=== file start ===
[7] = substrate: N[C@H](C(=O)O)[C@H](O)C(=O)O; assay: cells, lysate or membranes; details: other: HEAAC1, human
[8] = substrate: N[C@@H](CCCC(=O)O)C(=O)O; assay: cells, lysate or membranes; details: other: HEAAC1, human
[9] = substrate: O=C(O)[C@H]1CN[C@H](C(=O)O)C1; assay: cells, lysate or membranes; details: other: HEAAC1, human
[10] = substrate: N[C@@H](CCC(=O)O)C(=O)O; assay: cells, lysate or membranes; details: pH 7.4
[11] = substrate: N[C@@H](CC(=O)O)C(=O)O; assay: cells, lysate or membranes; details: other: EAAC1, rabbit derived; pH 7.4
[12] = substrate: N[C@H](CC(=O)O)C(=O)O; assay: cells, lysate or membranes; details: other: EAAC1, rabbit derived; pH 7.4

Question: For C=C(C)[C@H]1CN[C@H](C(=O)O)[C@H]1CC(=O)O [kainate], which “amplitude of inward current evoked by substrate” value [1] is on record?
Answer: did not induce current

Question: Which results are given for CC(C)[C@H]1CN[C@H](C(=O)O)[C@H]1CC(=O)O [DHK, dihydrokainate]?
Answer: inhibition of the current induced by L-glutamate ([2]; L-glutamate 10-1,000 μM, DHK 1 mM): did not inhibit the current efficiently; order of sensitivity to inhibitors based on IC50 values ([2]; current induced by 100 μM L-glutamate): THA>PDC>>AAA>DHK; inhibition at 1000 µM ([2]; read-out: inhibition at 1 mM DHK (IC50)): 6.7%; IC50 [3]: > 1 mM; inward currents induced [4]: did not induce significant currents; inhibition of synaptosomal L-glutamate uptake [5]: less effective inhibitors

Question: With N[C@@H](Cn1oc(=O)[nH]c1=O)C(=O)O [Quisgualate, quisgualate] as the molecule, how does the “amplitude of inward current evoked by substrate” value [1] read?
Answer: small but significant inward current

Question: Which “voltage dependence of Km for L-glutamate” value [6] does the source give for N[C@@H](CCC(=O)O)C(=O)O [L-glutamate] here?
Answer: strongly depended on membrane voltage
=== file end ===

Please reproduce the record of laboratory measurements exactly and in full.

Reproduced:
[7] = substrate: N[C@H](C(=O)O)[C@H](O)C(=O)O; assay: cells, lysate or membranes; details: other: HEAAC1, human
[8] = substrate: N[C@@H](CCCC(=O)O)C(=O)O; assay: cells, lysate or membranes; details: other: HEAAC1, human
[9] = substrate: O=C(O)[C@H]1CN[C@H](C(=O)O)C1; assay: cells, lysate or membranes; details: other: HEAAC1, human
[10] = substrate: N[C@@H](CCC(=O)O)C(=O)O; assay: cells, lysate or membranes; details: pH 7.4
[11] = substrate: N[C@@H](CC(=O)O)C(=O)O; assay: cells, lysate or membranes; details: other: EAAC1, rabbit derived; pH 7.4
[12] = substrate: N[C@H](CC(=O)O)C(=O)O; assay: cells, lysate or membranes; details: other: EAAC1, rabbit derived; pH 7.4

Question: For C=C(C)[C@H]1CN[C@H](C(=O)O)[C@H]1CC(=O)O [kainate], which “amplitude of inward current evoked by substrate” value [1] is on record?
Answer: did not induce current

Question: Which results are given for CC(C)[C@H]1CN[C@H](C(=O)O)[C@H]1CC(=O)O [DHK, dihydrokainate]?
Answer: inhibition of the current induced by L-glutamate ([2]; L-glutamate 10-1,000 μM, DHK 1 mM): did not inhibit the current efficiently; order of sensitivity to inhibitors based on IC50 values ([2]; current induced by 100 μM L-glutamate): THA>PDC>>AAA>DHK; inhibition at 1000 µM ([2]; read-out: inhibition at 1 mM DHK (IC50)): 6.7%; IC50 [3]: > 1 mM; inward currents induced [4]: did not induce significant currents; inhibition of synaptosomal L-glutamate uptake [5]: less effective inhibitors

Question: With N[C@@H](Cn1oc(=O)[nH]c1=O)C(=O)O [Quisgualate, quisgualate] as the molecule, how does the “amplitude of inward current evoked by substrate” value [1] read?
Answer: small but significant inward current

Question: Which “voltage dependence of Km for L-glutamate” value [6] does the source give for N[C@@H](CCC(=O)O)C(=O)O [L-glutamate] here?
Answer: strongly depended on membrane voltage